Dallas City Hall

The Dallas City Council approved a street vacation on 11th Avenue.

DALLAS — The Dallas City Council vacated an unused portion of 11th Avenue, approving a proposal submitted by adjacent property owners Gerald and Rose McBride.

The portion of 11th Avenue in question is between Southwest Oakdale and Southwest Cherry avenues. It is vacant and has no utilities.

“Currently it’s not serving a use,” said Chase Ballew, Dallas city planner, at a public hearing on Aug. 5. “It’s forested.”

Ballew said Dallas Public Works may have an interest in placing a water line through the property as part of a system expansion. He said that is a condition of approval that the new owners allow the expansion, should it be necessary.

Ballew said Dallas Fire & EMS has no concern about the street vacation and concluded it would not affect response time to homes in the area.

“Clearly, they are not driving their fire trucks down the street currently,” Ballew said.

He said that the city code has street spacing standards of a maximum block length of 600 feet. With the street vacation approved, that block would be about 1,000 feet long.

“In that kind of scenario, one possible remedy is to have a pedestrian access way in lieu of a full street,” Ballew said.

City staff placed as a condition of approval that the new owners allow a 10-foot-wide pedestrian access.

According to the application, the property will be split evenly among the four owners bordering the strip of land, including the applicants.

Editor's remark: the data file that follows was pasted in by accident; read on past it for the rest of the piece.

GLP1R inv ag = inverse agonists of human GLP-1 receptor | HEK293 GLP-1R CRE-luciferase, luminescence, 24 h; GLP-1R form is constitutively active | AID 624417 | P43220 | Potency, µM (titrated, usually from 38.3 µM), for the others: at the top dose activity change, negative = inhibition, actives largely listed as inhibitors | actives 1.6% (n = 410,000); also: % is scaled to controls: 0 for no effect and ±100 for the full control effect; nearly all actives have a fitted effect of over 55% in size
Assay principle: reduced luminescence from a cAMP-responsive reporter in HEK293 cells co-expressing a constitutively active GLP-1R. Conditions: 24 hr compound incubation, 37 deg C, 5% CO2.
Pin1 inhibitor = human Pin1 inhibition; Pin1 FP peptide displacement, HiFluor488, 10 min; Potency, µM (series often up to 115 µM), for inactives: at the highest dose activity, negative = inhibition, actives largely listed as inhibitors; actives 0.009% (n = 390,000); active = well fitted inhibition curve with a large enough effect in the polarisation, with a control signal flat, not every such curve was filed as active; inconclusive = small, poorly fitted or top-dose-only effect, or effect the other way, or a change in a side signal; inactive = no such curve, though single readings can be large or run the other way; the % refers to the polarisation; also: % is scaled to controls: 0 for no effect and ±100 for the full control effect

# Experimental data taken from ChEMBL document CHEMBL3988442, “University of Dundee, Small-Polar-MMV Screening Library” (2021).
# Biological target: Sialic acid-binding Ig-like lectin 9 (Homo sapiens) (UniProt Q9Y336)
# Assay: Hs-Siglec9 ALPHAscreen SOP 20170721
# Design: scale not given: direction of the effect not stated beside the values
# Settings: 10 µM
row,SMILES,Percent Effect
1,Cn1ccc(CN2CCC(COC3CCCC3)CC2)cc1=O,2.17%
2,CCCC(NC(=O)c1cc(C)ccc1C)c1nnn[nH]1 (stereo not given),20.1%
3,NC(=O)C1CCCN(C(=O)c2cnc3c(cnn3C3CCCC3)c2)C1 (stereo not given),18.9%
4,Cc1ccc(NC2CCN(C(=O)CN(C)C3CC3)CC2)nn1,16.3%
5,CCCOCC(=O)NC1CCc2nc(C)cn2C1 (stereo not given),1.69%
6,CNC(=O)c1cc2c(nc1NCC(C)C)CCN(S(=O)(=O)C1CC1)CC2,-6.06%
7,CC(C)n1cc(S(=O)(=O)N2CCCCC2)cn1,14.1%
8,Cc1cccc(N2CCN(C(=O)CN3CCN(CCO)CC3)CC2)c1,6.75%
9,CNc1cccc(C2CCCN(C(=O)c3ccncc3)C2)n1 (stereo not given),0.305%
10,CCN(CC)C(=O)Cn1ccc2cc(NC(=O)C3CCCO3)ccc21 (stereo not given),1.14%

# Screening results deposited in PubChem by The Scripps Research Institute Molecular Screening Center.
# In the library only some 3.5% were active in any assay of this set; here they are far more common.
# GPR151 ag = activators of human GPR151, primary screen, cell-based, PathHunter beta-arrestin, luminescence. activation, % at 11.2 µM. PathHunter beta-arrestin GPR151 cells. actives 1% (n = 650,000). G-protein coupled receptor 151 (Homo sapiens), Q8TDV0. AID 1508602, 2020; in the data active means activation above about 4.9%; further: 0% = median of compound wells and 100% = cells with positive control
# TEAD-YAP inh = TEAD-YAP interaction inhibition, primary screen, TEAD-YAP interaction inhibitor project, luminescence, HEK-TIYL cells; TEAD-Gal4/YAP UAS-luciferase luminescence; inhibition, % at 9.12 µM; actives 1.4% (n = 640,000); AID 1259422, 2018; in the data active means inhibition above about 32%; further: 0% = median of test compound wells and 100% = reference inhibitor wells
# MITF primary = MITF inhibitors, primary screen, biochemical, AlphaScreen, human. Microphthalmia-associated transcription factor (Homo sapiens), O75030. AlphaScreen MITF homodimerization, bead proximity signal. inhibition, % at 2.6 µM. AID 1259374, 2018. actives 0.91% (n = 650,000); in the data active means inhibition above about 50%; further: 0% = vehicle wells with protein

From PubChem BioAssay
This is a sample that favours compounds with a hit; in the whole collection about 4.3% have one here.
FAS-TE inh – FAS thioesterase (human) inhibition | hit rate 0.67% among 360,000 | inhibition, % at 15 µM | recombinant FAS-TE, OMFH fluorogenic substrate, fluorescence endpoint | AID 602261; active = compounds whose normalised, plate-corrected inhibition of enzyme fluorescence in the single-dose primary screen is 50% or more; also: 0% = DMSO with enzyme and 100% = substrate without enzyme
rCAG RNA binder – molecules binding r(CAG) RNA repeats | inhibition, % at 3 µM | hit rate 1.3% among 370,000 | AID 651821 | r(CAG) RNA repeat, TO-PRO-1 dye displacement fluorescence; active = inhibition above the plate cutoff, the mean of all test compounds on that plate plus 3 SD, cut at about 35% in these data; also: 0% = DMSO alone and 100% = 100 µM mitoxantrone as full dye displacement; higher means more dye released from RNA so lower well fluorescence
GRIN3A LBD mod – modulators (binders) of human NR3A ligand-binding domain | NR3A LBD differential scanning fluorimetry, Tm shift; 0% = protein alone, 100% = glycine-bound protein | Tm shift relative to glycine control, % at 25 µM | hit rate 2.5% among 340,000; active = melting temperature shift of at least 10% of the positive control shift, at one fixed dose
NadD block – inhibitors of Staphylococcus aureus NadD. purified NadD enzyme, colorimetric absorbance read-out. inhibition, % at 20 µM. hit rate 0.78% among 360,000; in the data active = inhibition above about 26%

Rose McBride said she and her husband made the request for the street vacation so they could remodel the house they bought as their retirement home.

“We really like this particular community, and looking at the house, which is quite old, looking at the way it is situated in its current configuration, it doesn’t allow us to do much remodeling or have a garage,” McBride said. “Vacating the street will allow us full use of our own property.”

Ann Houston lives on Southwest Cherry Street in the area affected by the vacation.

“I don’t think vacating it would make any difference because the street doesn’t even go through any place,” she said at the hearing. “I’m just in agreement that this is silly. It would be a silly waste of money to have the city try to do something with that property.”

The council approved the application unanimously with the conditions suggested.

“It’s pretty clear it should be vacated, but I think we need to make sure we reserve the easements, the utilities easement and the 10-foot access easement,” said Councilor Paul Trahan.

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